7th century BC: Tolkappiyam (the earliest known extant Tamil grammar)

This timeline is demonstrably false according to our scientifically substantiated understanding of Continental drift which also does not allow for the disappearance of a continental mass between what is now Africa, India and Australia.[27][28][29][30][31]

There were three major phases in the break-up of Pangaea. The first phase began in the Early-Middle Jurassic (about 175 Ma), when Pangaea began to rift from the Tethys Ocean in the east to the Pacific in the west, ultimately giving rise to the supercontinents Laurasia and Gondwana. The rifting that took place between North America and Africa produced multiple failed rifts. One rift resulted in a new ocean, the North Atlantic Ocean.[32]

Popular culture[edit]

Continental Drift

Kumari Kandam appeared in the The Secret Saturdays episodes "The King of Kumari Kandam" and "The Atlas Pin." This version is a city on the back of a giant sea serpent with its inhabitants all fish people.[33]


  1. ^ "Lemuria and Kumari Kandam". The Hindu. 
  2. ^ a b Ramaswamy 2000, p. 584
  3. ^ a b Ramaswamy, Sumathi (2005), The lost land of Lemuria: fabulous geographies, catastrophic histories, University of California Press, ISBN 978-0-520-24440-5, retrieved 28 September 2010 
  4. ^ a b Aintiram
  5. ^ Silappadhikaram, Song Numbers : 2-12, 5-105
  6. ^ Manimekhalai, Song Numbers : 3-79, 6-201, 21-132
  7. ^ SaivamPaayanam Song Numbers : 318,386,899,978,1084,1166,1177
  8. ^ a b Bhagavatha Purana, Song Number : 9.14.48
    ஏக ஏவ புற வேதாஹ்
    பிரணவ சர்வ வன்-மயஹ
    :::: Bhagavatha Purana, Song Number : 9.14.48
  9. ^ International Society For The Investigation Of Ancient Civilizations, Editor N. Mahalingam
  10. ^ PandaiThadaiyam(பண்டைத்தடயம்), SirpaSiddhan Mayan Varalaaru(சிற்பச்சித்தன் மயன் வரலாறு), Manikkavaasagar Press, Nadana Kaasinaathan, Maa.ChandiraMoorthi, Dec 2005.
  11. ^ Aintiram - Song Number : 812
  12. ^ SaivamPaayanam - Song Number : 864
  13. ^ Gaur A. S. and Sundaresh, Underwater Exploration off Poompuhar and possible causes of its Submergence, 1998, Puratattva, 28: 84-90. Available online at [1]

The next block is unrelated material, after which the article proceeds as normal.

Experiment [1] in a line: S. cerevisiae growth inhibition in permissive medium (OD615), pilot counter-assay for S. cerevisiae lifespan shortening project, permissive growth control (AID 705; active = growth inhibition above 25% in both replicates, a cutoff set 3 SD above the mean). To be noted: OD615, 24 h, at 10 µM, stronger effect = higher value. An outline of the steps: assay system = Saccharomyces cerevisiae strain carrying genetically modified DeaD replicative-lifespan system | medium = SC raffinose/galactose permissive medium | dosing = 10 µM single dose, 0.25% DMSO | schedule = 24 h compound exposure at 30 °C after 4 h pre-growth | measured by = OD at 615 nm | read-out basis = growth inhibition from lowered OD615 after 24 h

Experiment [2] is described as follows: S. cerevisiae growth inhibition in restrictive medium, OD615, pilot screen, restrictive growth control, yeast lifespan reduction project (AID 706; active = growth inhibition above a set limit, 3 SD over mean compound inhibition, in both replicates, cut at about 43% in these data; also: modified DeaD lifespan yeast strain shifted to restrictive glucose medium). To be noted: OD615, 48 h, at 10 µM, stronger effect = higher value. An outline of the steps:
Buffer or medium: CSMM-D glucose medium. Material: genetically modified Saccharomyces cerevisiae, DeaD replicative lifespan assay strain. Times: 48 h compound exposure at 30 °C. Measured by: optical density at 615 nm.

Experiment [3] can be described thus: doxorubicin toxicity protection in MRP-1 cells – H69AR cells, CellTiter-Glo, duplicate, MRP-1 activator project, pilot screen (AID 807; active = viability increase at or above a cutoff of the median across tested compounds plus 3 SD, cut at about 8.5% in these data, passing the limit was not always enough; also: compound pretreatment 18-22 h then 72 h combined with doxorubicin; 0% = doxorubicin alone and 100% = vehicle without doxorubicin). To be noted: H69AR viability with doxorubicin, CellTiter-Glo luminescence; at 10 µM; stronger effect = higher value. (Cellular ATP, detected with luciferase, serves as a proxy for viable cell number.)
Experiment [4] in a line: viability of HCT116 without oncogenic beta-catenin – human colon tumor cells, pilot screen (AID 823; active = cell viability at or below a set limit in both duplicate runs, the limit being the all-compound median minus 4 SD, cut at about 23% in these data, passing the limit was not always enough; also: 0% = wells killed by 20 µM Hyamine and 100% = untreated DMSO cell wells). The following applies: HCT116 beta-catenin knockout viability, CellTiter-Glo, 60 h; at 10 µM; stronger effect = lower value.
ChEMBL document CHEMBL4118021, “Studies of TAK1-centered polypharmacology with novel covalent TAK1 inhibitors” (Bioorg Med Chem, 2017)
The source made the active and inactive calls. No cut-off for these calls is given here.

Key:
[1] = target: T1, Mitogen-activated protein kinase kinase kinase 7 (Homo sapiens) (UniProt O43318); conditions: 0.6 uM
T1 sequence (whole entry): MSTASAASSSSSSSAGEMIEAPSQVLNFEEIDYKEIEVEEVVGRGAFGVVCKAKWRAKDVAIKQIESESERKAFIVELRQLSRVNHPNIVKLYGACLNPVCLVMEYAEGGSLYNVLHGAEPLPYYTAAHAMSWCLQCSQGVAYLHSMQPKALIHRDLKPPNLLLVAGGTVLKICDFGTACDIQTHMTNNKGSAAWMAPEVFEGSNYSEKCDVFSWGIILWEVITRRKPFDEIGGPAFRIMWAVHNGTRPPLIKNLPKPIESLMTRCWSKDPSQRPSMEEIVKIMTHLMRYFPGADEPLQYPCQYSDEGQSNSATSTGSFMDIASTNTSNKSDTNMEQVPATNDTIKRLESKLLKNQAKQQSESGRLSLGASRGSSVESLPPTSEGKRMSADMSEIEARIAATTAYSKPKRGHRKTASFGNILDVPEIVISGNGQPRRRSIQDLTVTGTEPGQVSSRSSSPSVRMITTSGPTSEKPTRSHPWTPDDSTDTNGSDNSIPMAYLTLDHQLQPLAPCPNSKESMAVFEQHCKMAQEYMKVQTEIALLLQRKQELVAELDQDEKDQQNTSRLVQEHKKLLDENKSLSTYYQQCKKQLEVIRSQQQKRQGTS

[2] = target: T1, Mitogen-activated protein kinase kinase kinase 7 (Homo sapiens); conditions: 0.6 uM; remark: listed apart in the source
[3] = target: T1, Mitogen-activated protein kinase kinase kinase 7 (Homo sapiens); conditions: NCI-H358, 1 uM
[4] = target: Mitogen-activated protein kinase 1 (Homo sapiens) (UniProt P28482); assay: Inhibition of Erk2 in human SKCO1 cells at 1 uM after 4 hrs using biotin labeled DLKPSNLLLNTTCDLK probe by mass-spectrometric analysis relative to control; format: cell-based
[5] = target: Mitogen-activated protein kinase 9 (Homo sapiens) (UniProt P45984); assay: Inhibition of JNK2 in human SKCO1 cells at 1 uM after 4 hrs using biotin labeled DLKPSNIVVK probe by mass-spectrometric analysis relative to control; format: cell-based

14. ^ Marine archaeological explorations of Tranquebar-Poompuhar region on Tamil Nadu coast, Rao, S.R.. Journal of Marine Archaeology, Vol. II, July 1991, pp. 5–20. Available online at [2]
  15. ^ Indian and Foreign Review, Volume 17, Publications Division of the Ministry of Information and Broadcasting, Government of India, 1979
  16. ^ Tamil vidu thoothu, Madurai Sokkanaathar
  17. ^ Kaliththokai, Song Number:104
  18. ^ Nannool, Song Number:0
  19. ^ SiruKakkaip Paadiniyaar
  20. ^ Madras Tamil lexicon, குமரிகண்டம்
  21. ^ Ramaswamy 2000, p. 582
  22. ^ Ramaswamy 2004, p. 143
  23. ^ Ramaswamy & 1999 p97
  24. ^ "The Lemuria Myth". Frontline (India). 9 April 2011. 
  25. ^ S.C.Jayakaran (2004). "Lost land and the myth of Kumari kandam". Indian Folklore Research Journal. Retrieved 24 January 2012. 
  26. ^ (Possehl, 1996)
  27. ^ Lovett, Richard A. (September 5, 2008). "Supercontinent Pangaea Pushed, Not Sucked, Into Place". National Geographic News. 
  28. ^ Barbara W. Murck, Brian J. Skinner, Geology Today: Understanding Our Planet, Study Guide, Wiley, ISBN 978-0-471-32323-5
  29. ^ Philip Kearey, Keith A. Klepeis, Frederick J. Vine (2009). Global Tectonics (3rd. ed), p.66–67. Chichester:Wiley. ISBN 978-1-4051-0777-8
  30. ^ Zeeya Merali, Brian J. Skinner, Visualizing Earth Science, Wiley, ISBN 978-0-470-41847-5
  31. ^ Nature 421, pp245–249 (16 January 2003) http://www.nature.com/nature/journal/v421/n6920/abs/nature01290.html
  32. ^ Zeeya Merali, Brian J. Skinner, Visualizing Earth Science, Wiley, ISBN 978-0-470-41847-5
  33. ^ Google Books - The King of Kumari Kandam